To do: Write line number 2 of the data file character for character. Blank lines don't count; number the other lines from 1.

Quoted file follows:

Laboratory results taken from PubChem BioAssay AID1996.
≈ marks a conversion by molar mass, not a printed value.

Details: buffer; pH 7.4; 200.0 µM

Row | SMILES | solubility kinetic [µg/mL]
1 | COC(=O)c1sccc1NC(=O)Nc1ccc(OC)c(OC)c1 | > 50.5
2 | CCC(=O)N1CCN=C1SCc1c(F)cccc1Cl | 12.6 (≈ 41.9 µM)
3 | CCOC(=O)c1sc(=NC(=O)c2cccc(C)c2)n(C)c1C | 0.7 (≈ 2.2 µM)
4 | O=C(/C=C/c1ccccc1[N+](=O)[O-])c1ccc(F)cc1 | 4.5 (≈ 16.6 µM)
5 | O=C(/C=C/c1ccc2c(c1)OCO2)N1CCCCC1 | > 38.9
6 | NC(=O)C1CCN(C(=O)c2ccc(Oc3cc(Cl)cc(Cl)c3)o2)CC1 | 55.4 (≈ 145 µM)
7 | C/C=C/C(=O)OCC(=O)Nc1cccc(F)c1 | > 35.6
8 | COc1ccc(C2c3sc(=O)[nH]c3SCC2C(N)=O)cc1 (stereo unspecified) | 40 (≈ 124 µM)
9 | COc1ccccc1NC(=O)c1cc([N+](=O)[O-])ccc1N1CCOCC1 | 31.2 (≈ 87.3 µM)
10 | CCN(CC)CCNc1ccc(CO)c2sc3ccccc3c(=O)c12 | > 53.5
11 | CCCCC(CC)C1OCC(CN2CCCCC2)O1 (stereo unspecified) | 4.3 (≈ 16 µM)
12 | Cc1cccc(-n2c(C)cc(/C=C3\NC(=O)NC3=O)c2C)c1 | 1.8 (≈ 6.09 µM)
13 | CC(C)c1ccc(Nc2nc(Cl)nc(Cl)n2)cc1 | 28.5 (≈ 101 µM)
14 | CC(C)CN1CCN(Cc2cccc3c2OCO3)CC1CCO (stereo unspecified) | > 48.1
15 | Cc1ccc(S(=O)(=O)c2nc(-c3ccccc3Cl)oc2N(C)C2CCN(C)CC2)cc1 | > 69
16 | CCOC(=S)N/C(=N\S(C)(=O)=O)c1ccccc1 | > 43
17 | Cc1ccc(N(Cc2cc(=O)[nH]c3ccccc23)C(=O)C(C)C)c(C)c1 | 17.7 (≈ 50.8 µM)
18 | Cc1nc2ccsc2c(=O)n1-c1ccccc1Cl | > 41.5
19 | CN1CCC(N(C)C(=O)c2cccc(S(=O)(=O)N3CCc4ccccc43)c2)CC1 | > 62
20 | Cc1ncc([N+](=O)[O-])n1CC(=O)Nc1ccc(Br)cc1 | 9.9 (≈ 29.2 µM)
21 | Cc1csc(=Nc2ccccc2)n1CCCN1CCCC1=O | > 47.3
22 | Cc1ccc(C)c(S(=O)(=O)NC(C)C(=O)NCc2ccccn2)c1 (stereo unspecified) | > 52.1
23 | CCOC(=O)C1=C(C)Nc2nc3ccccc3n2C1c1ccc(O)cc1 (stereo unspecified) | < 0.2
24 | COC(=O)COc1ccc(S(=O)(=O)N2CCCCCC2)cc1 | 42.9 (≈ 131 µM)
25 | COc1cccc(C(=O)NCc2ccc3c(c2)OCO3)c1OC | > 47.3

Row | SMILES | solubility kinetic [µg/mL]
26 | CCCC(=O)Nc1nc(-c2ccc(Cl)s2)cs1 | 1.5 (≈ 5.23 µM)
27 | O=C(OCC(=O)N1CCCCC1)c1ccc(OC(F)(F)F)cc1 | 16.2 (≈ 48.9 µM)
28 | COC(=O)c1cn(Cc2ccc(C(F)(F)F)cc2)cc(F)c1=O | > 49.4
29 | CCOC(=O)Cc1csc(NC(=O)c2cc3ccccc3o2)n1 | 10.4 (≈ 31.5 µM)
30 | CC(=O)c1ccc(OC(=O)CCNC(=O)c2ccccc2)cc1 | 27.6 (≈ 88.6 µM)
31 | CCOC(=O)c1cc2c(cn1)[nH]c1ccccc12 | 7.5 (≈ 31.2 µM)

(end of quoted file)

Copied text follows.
≈ marks a conversion by molar mass, not a printed value.